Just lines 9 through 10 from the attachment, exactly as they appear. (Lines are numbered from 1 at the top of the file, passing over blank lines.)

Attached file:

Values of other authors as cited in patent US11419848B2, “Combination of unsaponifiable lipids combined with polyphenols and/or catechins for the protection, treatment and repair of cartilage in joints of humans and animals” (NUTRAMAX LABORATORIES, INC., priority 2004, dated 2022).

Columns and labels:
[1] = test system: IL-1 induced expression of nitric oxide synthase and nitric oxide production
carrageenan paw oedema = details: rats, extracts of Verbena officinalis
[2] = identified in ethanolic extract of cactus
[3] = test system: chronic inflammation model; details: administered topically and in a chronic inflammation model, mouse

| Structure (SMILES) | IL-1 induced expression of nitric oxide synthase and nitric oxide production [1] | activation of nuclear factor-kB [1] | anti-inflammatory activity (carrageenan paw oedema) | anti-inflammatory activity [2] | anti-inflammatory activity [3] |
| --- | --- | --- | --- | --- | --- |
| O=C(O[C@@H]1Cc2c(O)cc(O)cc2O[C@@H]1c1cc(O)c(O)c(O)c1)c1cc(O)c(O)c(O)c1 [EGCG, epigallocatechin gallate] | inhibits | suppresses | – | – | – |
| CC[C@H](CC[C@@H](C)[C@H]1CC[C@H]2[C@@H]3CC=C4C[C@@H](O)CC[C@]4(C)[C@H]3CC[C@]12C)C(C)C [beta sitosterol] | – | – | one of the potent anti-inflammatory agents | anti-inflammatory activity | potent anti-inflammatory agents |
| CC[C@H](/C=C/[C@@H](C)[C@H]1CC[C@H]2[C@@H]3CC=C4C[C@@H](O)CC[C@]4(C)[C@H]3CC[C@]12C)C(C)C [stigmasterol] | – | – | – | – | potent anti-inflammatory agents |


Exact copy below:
| O=C(O[C@@H]1Cc2c(O)cc(O)cc2O[C@@H]1c1cc(O)c(O)c(O)c1)c1cc(O)c(O)c(O)c1 [EGCG, epigallocatechin gallate] | inhibits | suppresses | – | – | – |
| CC[C@H](CC[C@@H](C)[C@H]1CC[C@H]2[C@@H]3CC=C4C[C@@H](O)CC[C@]4(C)[C@H]3CC[C@]12C)C(C)C [beta sitosterol] | – | – | one of the potent anti-inflammatory agents | anti-inflammatory activity | potent anti-inflammatory agents |